4. Threefold pseudohexagonal using a nonconventional setting, B2_{1}
Crystals of the chiral compound 1{(R)1[(3oxo2isoindolinoyl)methyl]2propenyl}5methyl2,3indolinedione, C_{21}H_{16}N_{2}O_{4}, Fig. 6, (Trost et al., 2020), WUGLES in the CSD (Groom et al., 2016), form as orange elongated hexagonal columnar needles. Initial indexing of the diffraction pattern gives a that appears to be primitive hexagonal. All attempts to solve the structure using hexagonal or trigonal symmetry, however, failed; reminiscent of criterion (d) described by HerbstIrmer & Sheldrick (1998). A chemically reasonable structure was eventually found that had twelve molecules in the of a of type P2_{1}. of this Z′ = 12 model as a threefold twin seemed promising, but became unstable when displacement parameters were made anisotropic. Subsequent analysis showed that for the pseudohexagonal setting, the individuals had to be Bcentred with an having Z′ = 6, and threefold twinned, requiring the unconventional (see, for example, Nespolo & Aroyo, 2016) setting B2_{1}, and similar twin component volumes. A thorough description of the in WUGLES was subsequently given by Nespolo et al. (2020). Detailed steps involved in structure solution, are given here. The full dataset is available in the supporting information.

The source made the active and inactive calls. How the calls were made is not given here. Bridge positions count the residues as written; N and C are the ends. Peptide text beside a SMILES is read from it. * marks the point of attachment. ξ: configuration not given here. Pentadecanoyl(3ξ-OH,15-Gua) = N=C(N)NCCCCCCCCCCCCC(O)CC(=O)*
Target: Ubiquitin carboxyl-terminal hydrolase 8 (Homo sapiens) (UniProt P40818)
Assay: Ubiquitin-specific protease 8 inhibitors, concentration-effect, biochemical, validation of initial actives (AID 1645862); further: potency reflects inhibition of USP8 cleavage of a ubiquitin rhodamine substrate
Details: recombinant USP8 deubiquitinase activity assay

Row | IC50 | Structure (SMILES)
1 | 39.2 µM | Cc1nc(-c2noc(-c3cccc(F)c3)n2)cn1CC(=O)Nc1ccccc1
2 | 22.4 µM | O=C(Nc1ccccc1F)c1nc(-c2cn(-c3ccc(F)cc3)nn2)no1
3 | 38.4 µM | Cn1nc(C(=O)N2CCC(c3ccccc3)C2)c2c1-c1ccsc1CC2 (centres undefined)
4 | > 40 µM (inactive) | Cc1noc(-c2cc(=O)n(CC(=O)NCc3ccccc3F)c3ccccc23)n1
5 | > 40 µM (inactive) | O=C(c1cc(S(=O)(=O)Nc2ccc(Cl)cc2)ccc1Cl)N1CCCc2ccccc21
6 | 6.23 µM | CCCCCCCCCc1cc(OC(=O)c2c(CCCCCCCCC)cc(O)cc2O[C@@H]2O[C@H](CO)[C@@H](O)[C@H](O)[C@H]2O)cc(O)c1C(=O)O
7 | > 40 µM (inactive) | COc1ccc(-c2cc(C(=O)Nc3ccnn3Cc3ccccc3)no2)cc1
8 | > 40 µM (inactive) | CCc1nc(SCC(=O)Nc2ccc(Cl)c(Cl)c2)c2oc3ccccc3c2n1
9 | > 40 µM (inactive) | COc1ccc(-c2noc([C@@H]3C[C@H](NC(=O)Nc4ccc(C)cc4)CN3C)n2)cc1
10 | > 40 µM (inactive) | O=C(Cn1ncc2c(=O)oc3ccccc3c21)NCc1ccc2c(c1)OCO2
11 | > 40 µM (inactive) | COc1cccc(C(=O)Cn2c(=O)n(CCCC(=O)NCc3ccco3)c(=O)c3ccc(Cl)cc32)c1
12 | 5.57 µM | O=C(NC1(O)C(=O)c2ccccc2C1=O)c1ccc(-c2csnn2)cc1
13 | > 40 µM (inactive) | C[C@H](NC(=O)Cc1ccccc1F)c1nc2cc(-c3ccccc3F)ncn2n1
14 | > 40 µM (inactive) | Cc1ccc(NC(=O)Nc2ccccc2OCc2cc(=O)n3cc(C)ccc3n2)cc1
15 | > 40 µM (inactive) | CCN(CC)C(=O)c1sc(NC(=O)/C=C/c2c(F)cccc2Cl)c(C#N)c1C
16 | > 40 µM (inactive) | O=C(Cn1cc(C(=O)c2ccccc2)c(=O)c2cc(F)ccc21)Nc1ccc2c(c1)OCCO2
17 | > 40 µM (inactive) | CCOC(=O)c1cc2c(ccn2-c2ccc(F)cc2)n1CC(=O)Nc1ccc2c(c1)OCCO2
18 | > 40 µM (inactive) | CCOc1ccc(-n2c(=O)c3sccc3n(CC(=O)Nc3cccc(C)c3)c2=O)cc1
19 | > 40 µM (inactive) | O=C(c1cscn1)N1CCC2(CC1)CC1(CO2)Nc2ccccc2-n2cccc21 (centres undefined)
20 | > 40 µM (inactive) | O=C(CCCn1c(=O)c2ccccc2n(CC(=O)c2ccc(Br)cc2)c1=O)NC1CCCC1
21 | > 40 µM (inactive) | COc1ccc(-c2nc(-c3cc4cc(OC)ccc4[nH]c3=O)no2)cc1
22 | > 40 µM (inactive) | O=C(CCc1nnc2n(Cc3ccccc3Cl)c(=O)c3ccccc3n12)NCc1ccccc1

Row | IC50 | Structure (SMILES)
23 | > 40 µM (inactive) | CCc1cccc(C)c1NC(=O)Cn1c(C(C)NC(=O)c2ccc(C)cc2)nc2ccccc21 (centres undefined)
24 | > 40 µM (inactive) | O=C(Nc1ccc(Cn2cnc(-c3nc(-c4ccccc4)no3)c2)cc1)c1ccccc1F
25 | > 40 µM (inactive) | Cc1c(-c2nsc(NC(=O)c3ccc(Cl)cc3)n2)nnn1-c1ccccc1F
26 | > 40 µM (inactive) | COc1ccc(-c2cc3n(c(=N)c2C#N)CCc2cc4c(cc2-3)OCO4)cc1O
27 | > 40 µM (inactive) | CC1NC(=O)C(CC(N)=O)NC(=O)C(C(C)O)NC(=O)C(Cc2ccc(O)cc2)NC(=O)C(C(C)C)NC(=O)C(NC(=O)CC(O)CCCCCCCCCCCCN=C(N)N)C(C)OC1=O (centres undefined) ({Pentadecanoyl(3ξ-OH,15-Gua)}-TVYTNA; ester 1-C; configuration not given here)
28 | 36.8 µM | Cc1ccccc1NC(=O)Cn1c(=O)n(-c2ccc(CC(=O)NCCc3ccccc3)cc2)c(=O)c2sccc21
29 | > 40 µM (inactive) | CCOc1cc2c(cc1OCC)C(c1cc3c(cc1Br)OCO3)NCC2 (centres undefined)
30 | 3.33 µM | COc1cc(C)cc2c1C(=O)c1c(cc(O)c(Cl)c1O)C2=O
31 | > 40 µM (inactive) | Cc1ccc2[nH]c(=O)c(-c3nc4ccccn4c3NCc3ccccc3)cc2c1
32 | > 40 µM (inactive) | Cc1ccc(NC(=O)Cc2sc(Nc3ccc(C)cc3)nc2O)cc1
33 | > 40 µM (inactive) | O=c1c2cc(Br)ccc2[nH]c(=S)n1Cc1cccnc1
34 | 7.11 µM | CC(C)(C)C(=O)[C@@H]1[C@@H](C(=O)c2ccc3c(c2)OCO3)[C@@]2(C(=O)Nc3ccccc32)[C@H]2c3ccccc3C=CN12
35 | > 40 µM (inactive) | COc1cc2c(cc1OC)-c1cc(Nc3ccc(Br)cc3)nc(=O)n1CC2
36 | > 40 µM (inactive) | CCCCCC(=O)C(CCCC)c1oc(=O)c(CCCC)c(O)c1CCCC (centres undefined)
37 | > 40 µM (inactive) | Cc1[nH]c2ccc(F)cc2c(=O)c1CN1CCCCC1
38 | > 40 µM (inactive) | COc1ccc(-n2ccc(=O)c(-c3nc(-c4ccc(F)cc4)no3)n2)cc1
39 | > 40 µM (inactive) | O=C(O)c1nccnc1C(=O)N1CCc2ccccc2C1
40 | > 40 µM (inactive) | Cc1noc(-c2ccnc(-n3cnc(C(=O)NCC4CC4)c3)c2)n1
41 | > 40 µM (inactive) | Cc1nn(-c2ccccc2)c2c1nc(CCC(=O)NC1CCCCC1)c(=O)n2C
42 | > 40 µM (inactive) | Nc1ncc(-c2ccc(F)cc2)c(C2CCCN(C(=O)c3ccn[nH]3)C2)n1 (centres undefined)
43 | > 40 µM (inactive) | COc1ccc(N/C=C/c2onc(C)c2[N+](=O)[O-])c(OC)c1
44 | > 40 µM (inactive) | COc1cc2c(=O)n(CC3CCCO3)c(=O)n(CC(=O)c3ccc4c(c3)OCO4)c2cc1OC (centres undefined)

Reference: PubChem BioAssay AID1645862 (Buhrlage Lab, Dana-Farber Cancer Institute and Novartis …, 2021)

4.1. Diffraction data analysis for WUGLES using XPREP
On reading the diffraction data into XPREP, the program suggests two plausible primitive unit cells, one hexagonal with R_{sym} = 7.8% and one monoclinic having R_{sym} = 2.0% (Table 2a). It also suggests five Ccentred orthorhombic and monoclinic unit cells, but these can be rejected immediately due to their unacceptable R_{sym} values of about 30% or so. All attempts to solve the structure using hexagonal or trigonal symmetry failed miserably. Indeed, since the R_{sym} for hexagonal is almost four times that of primitive monoclinic, XPREP suggests the latter as its default. The next task is to assign a tentative (Table 2b) indicate a 2_{1} screw axis parallel to b. Since the compound was known from the synthesis to be chiral and enantiopure, the suggestion of P2_{1}/m can be rejected, leaving only P2_{1}. Without additional information, this is the best we can do at this stage.

4.2. Suspected threefold and a plausible for WUGLES